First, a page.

- Use tools.
Take advantage of technology to make communication easier. Services like Dropbox allow everyone access to the same pool of important documents. Communication platforms like Google Chat, Slack, and Honey let everyone communicate quickly about projects without having to schedule formal meetings. This also brings everyone together and builds stronger connections among colleagues.
- Be welcoming.
Welcome your freelancers like you would any other team member, and get them interested in attending company functions. Even if you’re hiring a freelancer for a single project, it never hurts to offer an environment of inclusion — it inevitably produces a better product.
- Invest in onboarding.
Take the time to make cross-functional introductions for your freelancer so he or she doesn’t have to go through one person for every question. Getting everyone acquainted early will ensure your projects move forward quickly and will create a friendly team environment.
- Focus on organizational management.
Because freelancers are typically subject experts, managers usually need to do less content management and more organizational management when handling a remote workforce. Working with freelancers means providing clear direction and aligning expectations for both parties before the first day. To successfully manage an out-of-office team, you must work with your remote employees to define clear deliverables and project deadlines.
- Treat everyone equally.
Regardless of job title, employees deserve to feel valued. Freelancers should be treated with equal respect; they’re essential to your team, too, even if the scope of their projects is narrowly defined and they’re only with you temporarily.
- Get together.
If the freelancer is willing, bring him or her to headquarters for onboarding and introductions. If that’s not possible, then do it over video chat to make sure your remote workers can put faces to names. That alone can go a long way in setting up a relationship for long-term success.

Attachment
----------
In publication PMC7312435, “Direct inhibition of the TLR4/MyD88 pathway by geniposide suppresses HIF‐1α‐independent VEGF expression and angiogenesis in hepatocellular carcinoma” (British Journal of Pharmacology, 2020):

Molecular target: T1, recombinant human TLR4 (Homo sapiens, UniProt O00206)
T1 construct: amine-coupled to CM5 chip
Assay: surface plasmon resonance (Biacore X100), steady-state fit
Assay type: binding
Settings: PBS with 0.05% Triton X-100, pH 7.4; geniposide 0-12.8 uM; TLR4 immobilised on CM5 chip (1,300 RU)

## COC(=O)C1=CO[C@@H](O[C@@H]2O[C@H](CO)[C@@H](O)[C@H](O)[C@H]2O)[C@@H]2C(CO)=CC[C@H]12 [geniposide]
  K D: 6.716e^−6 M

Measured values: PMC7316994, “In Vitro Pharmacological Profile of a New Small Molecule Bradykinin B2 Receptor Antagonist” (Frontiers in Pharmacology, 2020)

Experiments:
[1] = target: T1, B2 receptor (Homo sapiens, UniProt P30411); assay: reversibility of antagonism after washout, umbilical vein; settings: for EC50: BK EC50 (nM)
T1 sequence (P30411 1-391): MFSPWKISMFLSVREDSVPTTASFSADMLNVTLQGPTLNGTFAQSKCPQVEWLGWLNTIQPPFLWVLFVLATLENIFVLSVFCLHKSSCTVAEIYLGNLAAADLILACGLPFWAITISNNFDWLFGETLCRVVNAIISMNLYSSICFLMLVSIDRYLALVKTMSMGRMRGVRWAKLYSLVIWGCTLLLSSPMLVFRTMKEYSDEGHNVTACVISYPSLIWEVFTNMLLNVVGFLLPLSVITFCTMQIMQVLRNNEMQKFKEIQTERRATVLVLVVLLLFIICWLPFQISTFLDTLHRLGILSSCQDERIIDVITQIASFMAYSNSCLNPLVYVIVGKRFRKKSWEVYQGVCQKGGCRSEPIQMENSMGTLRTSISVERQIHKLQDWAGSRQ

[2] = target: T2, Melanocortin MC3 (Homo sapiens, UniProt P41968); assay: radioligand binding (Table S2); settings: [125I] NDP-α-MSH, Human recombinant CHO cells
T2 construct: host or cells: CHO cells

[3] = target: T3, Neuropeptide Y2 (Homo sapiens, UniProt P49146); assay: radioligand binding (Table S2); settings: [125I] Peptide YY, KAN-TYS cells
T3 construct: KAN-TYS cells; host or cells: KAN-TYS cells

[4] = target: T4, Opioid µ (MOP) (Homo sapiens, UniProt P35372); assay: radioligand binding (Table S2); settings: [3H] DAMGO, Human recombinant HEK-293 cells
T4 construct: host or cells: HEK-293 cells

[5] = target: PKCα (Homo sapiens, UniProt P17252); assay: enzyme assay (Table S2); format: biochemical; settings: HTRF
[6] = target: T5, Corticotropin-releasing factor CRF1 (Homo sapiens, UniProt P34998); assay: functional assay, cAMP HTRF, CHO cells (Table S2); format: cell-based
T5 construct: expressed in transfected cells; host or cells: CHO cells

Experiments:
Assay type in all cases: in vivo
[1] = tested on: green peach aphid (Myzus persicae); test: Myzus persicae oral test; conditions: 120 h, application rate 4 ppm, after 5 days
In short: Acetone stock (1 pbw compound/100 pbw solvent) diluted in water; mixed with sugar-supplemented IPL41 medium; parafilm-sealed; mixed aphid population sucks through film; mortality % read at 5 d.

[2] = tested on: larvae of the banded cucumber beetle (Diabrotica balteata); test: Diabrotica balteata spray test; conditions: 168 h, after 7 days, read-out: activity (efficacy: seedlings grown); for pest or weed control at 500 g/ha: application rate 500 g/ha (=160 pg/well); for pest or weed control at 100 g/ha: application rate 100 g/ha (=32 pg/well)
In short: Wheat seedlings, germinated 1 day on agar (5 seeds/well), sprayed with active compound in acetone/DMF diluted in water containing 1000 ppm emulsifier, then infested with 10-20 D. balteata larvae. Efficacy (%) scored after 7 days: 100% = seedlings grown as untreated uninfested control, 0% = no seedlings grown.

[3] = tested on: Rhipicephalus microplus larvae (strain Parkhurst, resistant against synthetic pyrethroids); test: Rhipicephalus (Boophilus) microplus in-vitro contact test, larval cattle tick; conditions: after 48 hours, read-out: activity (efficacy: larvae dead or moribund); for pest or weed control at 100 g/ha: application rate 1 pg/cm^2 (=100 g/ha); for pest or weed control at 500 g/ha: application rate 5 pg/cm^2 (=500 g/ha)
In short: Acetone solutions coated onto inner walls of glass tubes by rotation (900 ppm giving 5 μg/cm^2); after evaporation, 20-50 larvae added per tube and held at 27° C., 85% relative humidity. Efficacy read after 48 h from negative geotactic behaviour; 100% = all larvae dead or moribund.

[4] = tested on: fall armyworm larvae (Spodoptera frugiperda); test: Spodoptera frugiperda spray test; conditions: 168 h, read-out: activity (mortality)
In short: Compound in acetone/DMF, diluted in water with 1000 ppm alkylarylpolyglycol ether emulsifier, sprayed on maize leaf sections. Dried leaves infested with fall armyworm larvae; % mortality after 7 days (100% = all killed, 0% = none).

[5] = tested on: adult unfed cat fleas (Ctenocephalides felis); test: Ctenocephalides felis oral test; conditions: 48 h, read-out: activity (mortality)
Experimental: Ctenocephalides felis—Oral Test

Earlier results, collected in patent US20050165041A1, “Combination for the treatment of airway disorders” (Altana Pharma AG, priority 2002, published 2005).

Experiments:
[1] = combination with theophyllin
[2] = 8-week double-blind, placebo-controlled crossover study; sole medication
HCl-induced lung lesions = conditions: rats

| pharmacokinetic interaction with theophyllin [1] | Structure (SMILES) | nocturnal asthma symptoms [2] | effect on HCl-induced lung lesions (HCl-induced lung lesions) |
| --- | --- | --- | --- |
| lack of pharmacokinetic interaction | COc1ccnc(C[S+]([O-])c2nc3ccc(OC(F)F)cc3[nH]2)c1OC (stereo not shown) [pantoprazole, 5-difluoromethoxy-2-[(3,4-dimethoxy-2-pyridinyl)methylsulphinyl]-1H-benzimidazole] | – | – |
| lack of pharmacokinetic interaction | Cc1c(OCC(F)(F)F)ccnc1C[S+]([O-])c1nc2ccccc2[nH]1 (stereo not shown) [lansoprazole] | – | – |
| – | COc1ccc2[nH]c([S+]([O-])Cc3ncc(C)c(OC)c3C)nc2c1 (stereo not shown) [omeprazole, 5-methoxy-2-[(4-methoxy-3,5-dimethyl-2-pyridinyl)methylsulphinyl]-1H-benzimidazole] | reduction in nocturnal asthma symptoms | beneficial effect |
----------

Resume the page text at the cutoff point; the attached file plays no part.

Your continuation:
- Train internally.
Establish your freelance management processes, and then educate the rest of your full-time staff on those processes. Your freelance partnership will work more smoothly if all parties know what to expect.
As time goes on, integrating freelancers into your required output will become much easier. It might take conscious effort today to create the necessary onboarding programs, communication platforms, and workflow expectations, but these processes will eventually become part of your larger strategy as you work alongside freelancers more frequently.
Freelancing is the future. Start integrating freelancers into your existing resource plan now so that when your best options for a project are on the open market, you have the systems in place to collaborate effectively.
What you may have missed — and really should read:
1. Four Things CEOs Should Know About Marketers
2. Ways to Keep Your Holiday Stress Level Down
3. Marcus Lemonis, Putting His Business Acumen Up For Auction to Benefit Chicago Nonprofit Supporting People with Developmental Disabilities
4. Who are the world’s 100 top-performing CEOs of 2015?
5. The Top 50 Most Affordable Online Colleges For Degree Programs In The United States, 2015-16
By Rob Biederman is the co-founder and CEO of HourlyNerd, a service that connects businesses to top freelance business talent.
Have you seen other worthy reads? Share them in the comments below.
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Latest posts by Rob Biederman
- How to Manage a Freelance Workforce - November 17, 2015
- How to Transform Your Company to Incorporate Talent as a Service (TaaS) - October 30, 2015
- Freelancers Are No Longer Starving Artists - July 22, 2015